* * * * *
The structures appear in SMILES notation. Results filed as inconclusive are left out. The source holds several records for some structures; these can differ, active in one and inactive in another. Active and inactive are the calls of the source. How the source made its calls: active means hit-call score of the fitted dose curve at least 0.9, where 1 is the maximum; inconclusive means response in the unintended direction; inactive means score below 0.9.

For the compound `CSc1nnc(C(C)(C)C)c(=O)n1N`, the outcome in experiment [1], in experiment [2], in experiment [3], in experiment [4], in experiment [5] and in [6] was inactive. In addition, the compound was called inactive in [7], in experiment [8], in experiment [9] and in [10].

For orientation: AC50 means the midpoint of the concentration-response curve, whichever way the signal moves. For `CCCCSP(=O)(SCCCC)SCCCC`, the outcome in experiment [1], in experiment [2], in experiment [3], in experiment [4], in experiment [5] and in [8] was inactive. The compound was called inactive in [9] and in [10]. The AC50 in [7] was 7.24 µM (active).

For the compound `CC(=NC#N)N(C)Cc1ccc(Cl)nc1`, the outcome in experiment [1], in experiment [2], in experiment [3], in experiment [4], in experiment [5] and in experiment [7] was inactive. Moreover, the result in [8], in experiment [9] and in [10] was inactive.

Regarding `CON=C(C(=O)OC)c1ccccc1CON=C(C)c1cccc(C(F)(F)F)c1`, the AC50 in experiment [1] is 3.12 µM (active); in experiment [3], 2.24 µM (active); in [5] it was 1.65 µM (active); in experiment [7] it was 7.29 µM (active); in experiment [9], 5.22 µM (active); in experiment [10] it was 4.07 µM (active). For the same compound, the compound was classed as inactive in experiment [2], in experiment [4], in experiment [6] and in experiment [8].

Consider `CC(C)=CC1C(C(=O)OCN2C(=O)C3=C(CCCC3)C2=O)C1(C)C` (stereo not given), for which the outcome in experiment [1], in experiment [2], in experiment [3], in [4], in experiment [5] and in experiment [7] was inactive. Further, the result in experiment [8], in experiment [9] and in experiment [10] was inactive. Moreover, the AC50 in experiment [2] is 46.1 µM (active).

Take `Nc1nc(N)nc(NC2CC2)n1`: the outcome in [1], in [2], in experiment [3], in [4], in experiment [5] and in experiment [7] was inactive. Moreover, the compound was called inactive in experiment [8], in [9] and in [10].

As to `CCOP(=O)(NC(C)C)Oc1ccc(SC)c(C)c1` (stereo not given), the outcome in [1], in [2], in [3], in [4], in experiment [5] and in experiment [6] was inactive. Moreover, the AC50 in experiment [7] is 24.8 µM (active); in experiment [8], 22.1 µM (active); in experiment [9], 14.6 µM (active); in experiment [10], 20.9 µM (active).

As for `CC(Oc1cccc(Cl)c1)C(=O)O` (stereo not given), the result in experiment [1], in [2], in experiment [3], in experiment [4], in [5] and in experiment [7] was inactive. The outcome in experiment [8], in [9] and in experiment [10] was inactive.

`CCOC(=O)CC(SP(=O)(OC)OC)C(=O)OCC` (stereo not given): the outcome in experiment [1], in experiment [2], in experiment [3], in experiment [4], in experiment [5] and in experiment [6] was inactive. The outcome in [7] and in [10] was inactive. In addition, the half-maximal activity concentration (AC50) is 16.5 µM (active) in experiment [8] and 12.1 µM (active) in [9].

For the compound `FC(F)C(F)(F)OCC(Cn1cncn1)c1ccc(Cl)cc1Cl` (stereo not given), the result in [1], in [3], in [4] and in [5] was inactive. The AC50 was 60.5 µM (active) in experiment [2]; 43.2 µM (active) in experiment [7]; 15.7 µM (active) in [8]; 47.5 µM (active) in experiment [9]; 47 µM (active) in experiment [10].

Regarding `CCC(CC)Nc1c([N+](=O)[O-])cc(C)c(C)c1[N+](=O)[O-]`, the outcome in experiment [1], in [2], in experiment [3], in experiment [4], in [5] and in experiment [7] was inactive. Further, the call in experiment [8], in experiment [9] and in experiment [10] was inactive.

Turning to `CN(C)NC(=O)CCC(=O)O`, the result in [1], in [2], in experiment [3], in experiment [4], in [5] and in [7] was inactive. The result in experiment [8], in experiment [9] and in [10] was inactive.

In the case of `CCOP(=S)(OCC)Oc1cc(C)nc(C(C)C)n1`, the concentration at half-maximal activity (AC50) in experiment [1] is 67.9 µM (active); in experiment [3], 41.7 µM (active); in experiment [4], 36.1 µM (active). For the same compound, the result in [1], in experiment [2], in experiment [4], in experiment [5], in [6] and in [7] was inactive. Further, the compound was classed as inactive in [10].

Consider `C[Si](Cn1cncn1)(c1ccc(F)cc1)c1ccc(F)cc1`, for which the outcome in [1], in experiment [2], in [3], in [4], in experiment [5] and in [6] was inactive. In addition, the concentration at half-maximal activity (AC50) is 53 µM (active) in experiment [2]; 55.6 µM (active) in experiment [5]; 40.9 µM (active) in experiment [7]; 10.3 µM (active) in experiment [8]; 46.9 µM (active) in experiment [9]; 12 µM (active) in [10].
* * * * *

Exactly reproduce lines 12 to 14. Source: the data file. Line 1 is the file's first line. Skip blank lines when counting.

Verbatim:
Regarding `CCC(CC)Nc1c([N+](=O)[O-])cc(C)c(C)c1[N+](=O)[O-]`, the outcome in experiment [1], in [2], in experiment [3], in experiment [4], in [5] and in experiment [7] was inactive. Further, the call in experiment [8], in experiment [9] and in experiment [10] was inactive.

Turning to `CN(C)NC(=O)CCC(=O)O`, the result in [1], in [2], in experiment [3], in experiment [4], in [5] and in [7] was inactive. The result in experiment [8], in experiment [9] and in [10] was inactive.

In the case of `CCOP(=S)(OCC)Oc1cc(C)nc(C(C)C)n1`, the concentration at half-maximal activity (AC50) in experiment [1] is 67.9 µM (active); in experiment [3], 41.7 µM (active); in experiment [4], 36.1 µM (active). For the same compound, the result in [1], in experiment [2], in experiment [4], in experiment [5], in [6] and in [7] was inactive. Further, the compound was classed as inactive in [10].